Many emerging AI applications request distributed machine learning (ML) among edge systems (e.g., IoT devices and PCs at the edge of the Internet), where data cannot be uploaded to a central venue for model training, due to their large volumes and/or security/privacy concerns. Edge devices are intrinsically heterogeneous in computing capacity, posing significant challenges to parameter synchronization for parallel training with the parameter server (PS) architecture. This paper proposes ADSP, a parameter synchronization model for distributed machine learning (ML) with heterogeneous edge systems. Eliminating the significant waiting time occurring with existing parameter synchronization models, the core idea of ADSP is to let faster edge devices continue training, while committing their model updates at strategically decided intervals. We design algorithms that decide time points for each worker to commit its model update, and ensure not only global model convergence but also faster convergence. Our testbed implementation and experiments show that ADSP outperforms existing parameter synchronization models significantly in terms of ML model convergence time, scalability and adaptability to large heterogeneity.

Recent superhuman results in games have largely been achieved in a variety of zero-sum settings, such as Go and Poker, in which agents need to compete against others. However, just like humans, real-world AI systems have to coordinate and communicate with other agents in cooperative partially observable environments as well. These settings commonly require participants to both interpret the actions of others and to act in a way that is informative when being interpreted. Those abilities are typically summarized as theory of mind and are seen as crucial for social interactions. In this paper we propose two different search techniques that can be applied to improve an arbitrary agreed-upon policy in a cooperative partially observable game. The first one, single-agent search, effectively converts the problem into a single agent setting by making all but one of the agents play according to the agreed-upon policy. In contrast, in multi-agent search all agents carry out the same common-knowledge search procedure whenever doing so is computationally feasible, and fall back to playing according to the agreed-upon policy otherwise. We prove that these search procedures are theoretically guaranteed to at least maintain the original performance of the agreed-upon policy (up to a bounded approximation error). In the benchmark challenge problem of Hanabi, our search technique greatly improves the performance of every agent we tested and when applied to a policy trained using RL achieves a new state-of-the-art score of 24.61 / 25 in the game, compared to a previous-best of 24.08 / 25.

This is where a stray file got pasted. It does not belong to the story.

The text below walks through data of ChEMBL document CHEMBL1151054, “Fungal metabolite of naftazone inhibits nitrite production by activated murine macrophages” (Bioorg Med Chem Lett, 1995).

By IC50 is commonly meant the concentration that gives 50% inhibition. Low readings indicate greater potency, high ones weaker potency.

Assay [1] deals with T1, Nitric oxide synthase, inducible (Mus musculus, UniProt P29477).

Understanding and modeling behavior of multi-agent systems is a central step for artificial intelligence. Here we present a deep generative model which captures behavior generating process of multi-agent systems, supports accurate predictions and inference, infers how agents interact in a complex system, as well as identifies agent groups and interaction types. Built upon advances in deep generative models and a novel attention mechanism, our model can learn interactions in highly heterogeneous systems with linear complexity in the number of agents. We apply this model to three multi-agent systems in different domains and evaluate performance on a diverse set of tasks including behavior prediction, interaction analysis and system identification. Experimental results demonstrate its ability to model multi-agent systems, yielding improved performance over competitive baselines. We also show the model can successfully identify agent groups and interaction types in these systems. Our model offers new opportunities to predict complex multi-agent behaviors and takes a step forward in understanding interactions in multi-agent systems.